RIL arm to buy UK’s Faradion for Rs 1K cr

“The batteries have low cost of ownership and are already comparable to lead-acid with potential for further reductions in costs,” the company said.

RNESL will additionally spend £25 million as growth capital for commercial rollout of batteries in India, the company said in a statement.
RNESL will additionally spend £25 million as growth capital for commercial rollout of batteries in India, the company said in a statement.

Reliance New Energy Solar (RNESL), a wholly-owned subsidiary of Reliance Industries (RIL), on Friday said it has entered into a definitive agreement to buy Faradion, an Oxford, UK-based sodium ion battery manufacturer for an enterprise value of £100 million or Rs 1,000 crore.

RNESL will additionally spend £25 million as growth capital for commercial rollout of batteries in India, the company said in a statement.

As part of the deal, RNESL will acquire 88.92% of Faradion shares for £83.97 million in early January. The remainder 11.08% stake will be bought within three years from the closing of the first tranche for up to £10.45 million, RIL said.

“RNESL has also agreed to subscribe to new equity shares of Faradion for an aggregate consideration of £31.59 million, of which £25 million is growth capital for accelerating commercial roll-out, and the balance for repayment of debt and other fees,” RIL said.

The announcement is in line with RIL’s Rs 75,000 crore investment planned in clean energy space to achieve net carbon neutrality by 2035. The plan entails an investment of Rs 60,000 core in four giga factories which will manufacture and fully integrate all the critical components for the business; and another Rs 15,000 crore in building and developing the value chain, partnerships and future technologies.

RIL plans to use Faradion’s sodium-ion battery technology at its proposed energy storage giga-factory as part of the Dhirubhai Ambani Green Energy Giga Complex project in Jamnagar, Gujarat. The sodium-ion technology is expected to provide significant advantages compared with lithium-ion and lead acid batteries as it is not dependent on cobalt, lithium, copper or graphite. It is claimed to be the sixth most abundant element on the planet.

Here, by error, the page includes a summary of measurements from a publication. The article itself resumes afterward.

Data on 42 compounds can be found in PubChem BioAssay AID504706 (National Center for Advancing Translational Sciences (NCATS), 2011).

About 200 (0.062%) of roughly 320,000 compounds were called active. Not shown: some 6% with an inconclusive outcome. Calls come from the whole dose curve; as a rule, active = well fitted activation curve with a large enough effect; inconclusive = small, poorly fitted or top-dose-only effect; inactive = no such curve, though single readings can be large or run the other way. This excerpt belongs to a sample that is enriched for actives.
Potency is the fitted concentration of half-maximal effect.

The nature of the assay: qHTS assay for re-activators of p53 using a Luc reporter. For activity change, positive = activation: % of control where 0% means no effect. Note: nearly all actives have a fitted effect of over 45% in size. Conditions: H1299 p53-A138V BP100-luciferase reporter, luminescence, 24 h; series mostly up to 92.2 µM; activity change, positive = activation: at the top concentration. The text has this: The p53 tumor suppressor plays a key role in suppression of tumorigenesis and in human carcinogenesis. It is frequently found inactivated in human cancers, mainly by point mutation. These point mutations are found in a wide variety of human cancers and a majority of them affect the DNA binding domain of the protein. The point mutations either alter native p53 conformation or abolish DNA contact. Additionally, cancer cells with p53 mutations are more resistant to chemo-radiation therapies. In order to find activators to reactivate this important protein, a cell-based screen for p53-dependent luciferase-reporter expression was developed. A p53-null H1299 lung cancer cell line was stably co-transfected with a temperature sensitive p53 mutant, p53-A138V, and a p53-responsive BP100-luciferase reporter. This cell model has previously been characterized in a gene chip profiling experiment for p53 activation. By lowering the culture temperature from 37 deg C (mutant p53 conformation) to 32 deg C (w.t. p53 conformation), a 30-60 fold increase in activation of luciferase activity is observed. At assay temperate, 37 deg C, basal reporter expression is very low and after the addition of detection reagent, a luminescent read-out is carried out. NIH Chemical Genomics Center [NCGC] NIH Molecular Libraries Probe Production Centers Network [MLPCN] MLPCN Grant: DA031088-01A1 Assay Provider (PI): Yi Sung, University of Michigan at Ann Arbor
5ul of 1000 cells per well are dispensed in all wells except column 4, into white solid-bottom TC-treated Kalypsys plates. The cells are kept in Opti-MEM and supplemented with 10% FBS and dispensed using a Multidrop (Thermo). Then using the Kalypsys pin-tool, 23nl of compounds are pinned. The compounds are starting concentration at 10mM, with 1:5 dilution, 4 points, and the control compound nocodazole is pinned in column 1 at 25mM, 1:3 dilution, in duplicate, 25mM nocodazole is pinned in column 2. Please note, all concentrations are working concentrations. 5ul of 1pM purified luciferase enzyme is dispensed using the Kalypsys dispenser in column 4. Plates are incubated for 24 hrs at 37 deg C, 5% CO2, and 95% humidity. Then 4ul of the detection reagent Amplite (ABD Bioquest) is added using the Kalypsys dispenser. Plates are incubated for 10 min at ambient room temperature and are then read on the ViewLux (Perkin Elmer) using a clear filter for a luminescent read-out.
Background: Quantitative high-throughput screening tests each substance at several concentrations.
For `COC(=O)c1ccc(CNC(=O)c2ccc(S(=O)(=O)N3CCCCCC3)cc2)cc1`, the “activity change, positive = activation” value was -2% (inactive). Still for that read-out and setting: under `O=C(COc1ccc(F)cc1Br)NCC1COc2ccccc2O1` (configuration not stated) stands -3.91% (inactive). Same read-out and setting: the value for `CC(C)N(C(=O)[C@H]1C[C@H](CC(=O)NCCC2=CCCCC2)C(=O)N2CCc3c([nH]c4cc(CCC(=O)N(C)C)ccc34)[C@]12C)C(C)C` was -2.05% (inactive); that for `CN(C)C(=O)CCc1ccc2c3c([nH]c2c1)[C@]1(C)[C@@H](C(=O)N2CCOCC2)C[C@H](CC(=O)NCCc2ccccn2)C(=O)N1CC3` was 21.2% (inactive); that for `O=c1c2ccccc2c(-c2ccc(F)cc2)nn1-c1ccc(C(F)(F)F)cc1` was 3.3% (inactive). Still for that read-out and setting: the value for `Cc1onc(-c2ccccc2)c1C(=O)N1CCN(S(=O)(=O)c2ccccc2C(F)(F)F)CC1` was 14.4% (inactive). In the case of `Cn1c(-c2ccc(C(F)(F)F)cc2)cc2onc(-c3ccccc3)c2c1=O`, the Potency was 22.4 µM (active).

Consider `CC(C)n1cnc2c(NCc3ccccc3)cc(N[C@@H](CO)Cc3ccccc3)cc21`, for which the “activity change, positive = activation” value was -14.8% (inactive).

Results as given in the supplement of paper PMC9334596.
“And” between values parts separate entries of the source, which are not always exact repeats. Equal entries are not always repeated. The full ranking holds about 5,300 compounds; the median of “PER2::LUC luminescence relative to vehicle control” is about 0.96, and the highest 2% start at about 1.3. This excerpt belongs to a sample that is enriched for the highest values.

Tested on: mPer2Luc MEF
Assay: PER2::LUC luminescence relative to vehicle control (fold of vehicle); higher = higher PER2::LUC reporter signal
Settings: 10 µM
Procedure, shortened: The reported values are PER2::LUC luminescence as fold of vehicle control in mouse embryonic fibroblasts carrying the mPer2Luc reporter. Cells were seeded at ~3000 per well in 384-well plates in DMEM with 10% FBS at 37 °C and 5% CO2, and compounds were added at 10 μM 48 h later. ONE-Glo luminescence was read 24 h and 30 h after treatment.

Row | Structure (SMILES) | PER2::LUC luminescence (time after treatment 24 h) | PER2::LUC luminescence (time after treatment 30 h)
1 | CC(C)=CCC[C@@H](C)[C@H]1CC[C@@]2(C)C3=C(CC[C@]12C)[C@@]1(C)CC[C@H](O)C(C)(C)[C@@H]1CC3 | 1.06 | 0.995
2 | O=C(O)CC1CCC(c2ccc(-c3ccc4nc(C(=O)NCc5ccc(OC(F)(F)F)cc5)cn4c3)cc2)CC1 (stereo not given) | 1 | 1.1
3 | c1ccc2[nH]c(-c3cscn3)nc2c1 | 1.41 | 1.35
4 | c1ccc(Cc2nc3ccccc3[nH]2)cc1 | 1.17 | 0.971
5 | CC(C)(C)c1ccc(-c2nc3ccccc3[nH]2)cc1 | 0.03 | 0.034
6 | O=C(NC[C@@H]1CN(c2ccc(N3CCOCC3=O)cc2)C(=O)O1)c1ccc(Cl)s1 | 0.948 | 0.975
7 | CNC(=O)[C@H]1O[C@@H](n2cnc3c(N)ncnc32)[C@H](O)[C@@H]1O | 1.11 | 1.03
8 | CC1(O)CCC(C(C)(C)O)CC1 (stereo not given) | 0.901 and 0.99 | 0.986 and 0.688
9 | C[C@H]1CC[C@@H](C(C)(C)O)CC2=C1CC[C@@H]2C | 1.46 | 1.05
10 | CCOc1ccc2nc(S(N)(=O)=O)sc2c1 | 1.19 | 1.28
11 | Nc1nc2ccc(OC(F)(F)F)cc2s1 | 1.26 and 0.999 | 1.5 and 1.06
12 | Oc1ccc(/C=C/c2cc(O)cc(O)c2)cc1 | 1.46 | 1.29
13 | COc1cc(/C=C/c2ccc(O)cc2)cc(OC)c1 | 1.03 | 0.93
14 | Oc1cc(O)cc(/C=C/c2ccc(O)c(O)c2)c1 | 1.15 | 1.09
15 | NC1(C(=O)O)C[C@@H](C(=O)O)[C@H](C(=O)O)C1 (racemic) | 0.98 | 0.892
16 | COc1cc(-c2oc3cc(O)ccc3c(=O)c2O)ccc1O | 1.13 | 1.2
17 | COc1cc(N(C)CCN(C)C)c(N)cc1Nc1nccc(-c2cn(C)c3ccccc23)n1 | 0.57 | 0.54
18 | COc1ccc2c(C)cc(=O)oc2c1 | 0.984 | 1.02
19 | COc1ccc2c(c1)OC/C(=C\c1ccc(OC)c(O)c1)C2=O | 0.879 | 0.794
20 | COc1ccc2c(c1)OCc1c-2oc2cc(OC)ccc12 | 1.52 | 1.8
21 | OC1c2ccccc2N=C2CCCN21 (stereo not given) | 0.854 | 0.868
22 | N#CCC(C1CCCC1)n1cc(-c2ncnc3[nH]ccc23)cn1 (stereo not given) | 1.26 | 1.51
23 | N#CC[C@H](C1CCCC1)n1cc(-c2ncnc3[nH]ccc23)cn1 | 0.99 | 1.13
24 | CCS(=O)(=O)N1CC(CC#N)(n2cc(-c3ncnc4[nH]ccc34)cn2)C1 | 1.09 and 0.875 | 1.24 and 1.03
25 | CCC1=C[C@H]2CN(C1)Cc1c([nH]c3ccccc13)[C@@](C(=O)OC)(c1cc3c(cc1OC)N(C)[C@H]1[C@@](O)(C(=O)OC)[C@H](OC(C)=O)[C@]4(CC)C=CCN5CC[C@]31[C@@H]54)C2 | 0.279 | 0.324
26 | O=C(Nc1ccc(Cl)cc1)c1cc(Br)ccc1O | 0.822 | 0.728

“The batteries have low cost of ownership and are already comparable to lead-acid with potential for further reductions in costs,” the company said.

Mukesh Ambani, chairman of Reliance Industries, said, “We will work with Faradion management and accelerate its plans to commercialise the technology through building integrated and end-to-end giga scale manufacturing in India.”

Since August this year, through its renewable arm RIL has invested in five global firms to grow its clean energy portfolio. In August the company announced an investment of $50 million in US-based Ambri Inc which was followed by four deals in October that included German “green solar wafers” technology company NexWafe GmbH; a pact with Danish company Stiesdal A/S for hydrogen electrolyser; acquisition of 100% stake in solar panel manufacturer REC Solar Holdings AS from China National Bluestar (Group) Co, and an acquisition of 40% stake in Sterling & Wilson Power.

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